This investigative thesis, conducted with the approval of the Southern Connecticut State University Institutional Review Board, documents an exploratory qualitative study of adults who have been previously diagnosed with Bipolar Disorder (BD) and are currently choosing to manage their symptoms without medication. This project was conducted to answer the following questions: What factors do adults diagnosed with Bipolar Disorder perceive to be most helpful for encouraging positive psychosocial adjustment in the absence of medication? In addition, what factors originally contributed to the decision to stop taking medication? Qualitative data was collected using a flexible topic interview guide, consisting of a mix of open- and closed-ended questions, and was then analyzed for emerging themes using Grounded Theory methods (Charmaz, 2006).
Findings are divided into two categories, with subthemes for each: Deciding to get off medications: (1) Side Effects, (2) Awareness of Other Options, and (3) Change of Life Circumstance; and Staying well in the absence of medication: (1) Maintaining Physical Health, (2) Community Involvement and Advocacy, (3) Knowing and Setting Limits, (4) Hobbies and Passions, and (5) Reaching Out for Help When Needed. Information gained in this study further refines the psychosocial interventions currently being utilized by social workers to support adults who have been diagnosed with Bipolar Disorder and choose not to take psychotropic medication, and has far-reaching implications for social work policy and best practice when it comes to encouraging a holistic approach to treating mental illness.
Some files may require a special program or browser plug-in. More Information
|Advisor:||Bellamy, Chyrell D.|
|Commitee:||Carpenter, Elisabeth Counselman, Rofuth, Todd W., Hauselt, W. Jerome|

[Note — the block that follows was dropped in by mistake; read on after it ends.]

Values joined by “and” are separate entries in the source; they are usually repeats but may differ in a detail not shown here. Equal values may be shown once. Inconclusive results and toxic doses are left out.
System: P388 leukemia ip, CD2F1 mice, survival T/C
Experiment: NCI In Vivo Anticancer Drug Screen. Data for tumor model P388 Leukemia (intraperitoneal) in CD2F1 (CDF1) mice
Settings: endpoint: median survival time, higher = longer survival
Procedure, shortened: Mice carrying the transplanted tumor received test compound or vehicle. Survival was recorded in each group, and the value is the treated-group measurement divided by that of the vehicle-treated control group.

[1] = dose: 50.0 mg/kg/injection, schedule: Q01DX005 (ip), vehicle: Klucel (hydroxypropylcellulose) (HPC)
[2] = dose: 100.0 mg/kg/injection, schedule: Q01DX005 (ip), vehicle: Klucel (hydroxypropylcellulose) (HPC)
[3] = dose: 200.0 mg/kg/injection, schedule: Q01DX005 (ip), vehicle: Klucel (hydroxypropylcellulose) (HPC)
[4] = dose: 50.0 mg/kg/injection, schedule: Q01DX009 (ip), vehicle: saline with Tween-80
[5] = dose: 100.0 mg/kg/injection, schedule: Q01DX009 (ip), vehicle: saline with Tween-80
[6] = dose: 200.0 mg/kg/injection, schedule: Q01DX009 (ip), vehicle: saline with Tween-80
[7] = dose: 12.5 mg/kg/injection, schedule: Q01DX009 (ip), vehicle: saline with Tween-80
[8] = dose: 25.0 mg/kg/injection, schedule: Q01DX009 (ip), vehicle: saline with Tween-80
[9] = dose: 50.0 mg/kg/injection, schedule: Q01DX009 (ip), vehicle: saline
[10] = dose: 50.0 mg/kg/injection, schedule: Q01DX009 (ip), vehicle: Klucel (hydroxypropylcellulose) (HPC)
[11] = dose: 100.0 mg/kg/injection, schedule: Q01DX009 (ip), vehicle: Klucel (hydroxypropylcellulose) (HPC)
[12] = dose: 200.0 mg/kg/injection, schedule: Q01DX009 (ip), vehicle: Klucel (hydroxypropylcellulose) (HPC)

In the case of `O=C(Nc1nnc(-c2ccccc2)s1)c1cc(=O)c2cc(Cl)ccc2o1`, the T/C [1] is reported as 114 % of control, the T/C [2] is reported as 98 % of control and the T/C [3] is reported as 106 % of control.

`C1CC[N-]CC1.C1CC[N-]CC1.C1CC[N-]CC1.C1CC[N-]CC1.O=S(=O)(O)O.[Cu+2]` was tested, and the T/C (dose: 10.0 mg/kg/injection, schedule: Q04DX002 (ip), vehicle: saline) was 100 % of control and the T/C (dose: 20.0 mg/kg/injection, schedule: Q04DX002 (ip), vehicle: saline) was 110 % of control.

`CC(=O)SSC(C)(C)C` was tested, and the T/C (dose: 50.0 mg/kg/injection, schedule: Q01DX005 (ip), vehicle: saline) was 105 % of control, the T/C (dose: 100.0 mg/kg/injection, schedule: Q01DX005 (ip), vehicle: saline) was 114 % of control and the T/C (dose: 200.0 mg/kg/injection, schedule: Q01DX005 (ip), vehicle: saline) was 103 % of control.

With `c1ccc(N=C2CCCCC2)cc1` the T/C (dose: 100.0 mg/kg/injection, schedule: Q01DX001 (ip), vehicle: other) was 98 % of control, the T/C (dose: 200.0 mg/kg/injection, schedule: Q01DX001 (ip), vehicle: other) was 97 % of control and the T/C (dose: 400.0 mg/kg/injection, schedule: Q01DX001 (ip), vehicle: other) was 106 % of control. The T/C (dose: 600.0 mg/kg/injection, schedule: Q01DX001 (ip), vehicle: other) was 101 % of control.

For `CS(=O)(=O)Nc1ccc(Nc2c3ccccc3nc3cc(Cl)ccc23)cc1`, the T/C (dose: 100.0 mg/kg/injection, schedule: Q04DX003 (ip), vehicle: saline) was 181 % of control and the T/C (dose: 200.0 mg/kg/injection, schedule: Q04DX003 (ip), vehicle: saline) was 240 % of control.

|School:||Southern Connecticut State University|
|School Location:||United States -- Connecticut|
|Source:||MAI 81/12(E), Masters Abstracts International|
|Subjects:||Mental health, Social work, Counseling Psychology|
|Keywords:||Bipolar disorder, Mental health disorder, Psychosocial wellness, Psychotropic medication use, Recovery, Social model of mental health|
Copyright in each Dissertation and Thesis is retained by the author. All Rights Reserved
The supplemental file or files you are about to download were provided to ProQuest by the author as part of a
dissertation or thesis. The supplemental files are provided "AS IS" without warranty. ProQuest is not responsible for the
content, format or impact on the supplemental file(s) on our system. in some cases, the file type may be unknown or
may be a .exe file. We recommend caution as you open such files.
Copyright of the original materials contained in the supplemental file is retained by the author and your access to the
supplemental files is subject to the ProQuest Terms and Conditions of use.
Depending on the size of the file(s) you are downloading, the system may take some time to download them. Please be